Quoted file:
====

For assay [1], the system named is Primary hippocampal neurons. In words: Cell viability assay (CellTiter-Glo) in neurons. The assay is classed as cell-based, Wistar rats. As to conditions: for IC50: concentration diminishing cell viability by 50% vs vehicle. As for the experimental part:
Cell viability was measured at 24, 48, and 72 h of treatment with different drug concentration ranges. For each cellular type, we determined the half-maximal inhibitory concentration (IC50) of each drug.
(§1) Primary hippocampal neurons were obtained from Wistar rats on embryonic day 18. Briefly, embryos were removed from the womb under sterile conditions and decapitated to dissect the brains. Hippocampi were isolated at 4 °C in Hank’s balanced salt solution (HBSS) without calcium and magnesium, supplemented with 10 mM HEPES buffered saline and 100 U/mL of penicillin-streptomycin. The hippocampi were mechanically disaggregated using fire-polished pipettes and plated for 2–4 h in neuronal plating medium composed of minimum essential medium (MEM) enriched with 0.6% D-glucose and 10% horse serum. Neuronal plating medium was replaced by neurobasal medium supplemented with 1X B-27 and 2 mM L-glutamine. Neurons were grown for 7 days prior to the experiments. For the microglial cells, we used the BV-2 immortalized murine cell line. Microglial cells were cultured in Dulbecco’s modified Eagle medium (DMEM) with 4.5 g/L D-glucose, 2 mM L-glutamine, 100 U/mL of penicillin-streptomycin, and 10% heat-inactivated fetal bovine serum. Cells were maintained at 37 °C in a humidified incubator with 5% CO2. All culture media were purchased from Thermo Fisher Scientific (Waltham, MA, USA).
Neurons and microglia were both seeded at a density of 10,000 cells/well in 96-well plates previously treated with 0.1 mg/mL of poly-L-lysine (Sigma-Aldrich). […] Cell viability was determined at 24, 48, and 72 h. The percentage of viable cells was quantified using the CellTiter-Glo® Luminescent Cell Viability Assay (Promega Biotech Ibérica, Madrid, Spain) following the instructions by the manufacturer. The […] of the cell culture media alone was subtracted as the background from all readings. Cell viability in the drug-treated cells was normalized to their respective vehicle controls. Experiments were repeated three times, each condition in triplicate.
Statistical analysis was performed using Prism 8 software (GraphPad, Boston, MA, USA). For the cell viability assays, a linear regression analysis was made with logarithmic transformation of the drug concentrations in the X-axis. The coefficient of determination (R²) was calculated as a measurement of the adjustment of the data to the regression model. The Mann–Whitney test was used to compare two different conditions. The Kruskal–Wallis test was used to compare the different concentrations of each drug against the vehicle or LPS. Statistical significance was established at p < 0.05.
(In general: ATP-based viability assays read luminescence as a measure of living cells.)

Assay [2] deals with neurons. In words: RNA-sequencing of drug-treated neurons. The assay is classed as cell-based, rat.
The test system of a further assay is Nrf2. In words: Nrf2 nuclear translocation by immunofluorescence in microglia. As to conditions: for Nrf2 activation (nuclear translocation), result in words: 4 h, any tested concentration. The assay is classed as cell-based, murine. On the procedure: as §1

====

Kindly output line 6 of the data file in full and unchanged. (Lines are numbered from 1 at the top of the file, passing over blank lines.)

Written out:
(In general: ATP-based viability assays read luminescence as a measure of living cells.)